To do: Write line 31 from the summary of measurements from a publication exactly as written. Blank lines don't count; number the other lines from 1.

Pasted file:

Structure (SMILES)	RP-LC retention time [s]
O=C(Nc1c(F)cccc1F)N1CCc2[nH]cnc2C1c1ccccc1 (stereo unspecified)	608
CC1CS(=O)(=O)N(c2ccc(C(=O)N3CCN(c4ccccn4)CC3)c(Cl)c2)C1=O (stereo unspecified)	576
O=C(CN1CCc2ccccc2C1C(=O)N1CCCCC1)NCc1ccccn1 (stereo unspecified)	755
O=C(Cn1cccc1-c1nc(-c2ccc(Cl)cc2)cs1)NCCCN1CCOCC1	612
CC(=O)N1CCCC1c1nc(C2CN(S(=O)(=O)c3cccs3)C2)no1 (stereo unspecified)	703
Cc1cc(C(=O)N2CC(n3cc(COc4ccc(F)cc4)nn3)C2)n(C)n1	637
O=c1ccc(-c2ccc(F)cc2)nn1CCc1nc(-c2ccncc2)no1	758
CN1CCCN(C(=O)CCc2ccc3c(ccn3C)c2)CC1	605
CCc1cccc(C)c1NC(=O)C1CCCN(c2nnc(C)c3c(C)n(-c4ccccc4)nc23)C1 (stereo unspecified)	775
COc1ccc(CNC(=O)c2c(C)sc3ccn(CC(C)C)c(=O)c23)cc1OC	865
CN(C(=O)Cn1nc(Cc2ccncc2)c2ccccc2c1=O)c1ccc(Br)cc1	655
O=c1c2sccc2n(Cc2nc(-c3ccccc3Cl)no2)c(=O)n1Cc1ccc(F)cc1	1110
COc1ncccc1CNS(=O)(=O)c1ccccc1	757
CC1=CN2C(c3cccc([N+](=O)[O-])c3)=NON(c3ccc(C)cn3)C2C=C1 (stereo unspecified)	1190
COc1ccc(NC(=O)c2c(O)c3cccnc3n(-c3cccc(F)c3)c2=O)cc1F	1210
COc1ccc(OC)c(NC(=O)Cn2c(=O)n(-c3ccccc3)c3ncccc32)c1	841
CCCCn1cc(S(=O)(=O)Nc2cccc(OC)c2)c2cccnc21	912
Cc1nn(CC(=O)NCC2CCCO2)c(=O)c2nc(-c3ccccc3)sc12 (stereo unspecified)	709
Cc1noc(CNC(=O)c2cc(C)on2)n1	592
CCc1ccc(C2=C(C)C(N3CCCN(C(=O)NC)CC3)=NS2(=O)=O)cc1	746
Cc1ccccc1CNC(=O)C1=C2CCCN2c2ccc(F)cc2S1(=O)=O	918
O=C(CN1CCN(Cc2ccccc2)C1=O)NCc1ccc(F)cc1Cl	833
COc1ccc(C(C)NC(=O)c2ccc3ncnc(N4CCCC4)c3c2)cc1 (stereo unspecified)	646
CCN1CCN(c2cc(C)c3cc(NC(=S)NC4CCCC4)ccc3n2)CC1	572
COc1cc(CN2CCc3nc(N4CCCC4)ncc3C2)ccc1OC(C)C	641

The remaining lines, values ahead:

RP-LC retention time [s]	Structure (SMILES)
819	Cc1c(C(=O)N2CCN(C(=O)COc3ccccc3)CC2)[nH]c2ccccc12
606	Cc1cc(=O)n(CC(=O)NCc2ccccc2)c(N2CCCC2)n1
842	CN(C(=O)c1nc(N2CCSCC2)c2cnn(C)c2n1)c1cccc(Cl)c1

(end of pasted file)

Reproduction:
842	CN(C(=O)c1nc(N2CCSCC2)c2cnn(C)c2n1)c1cccc(Cl)c1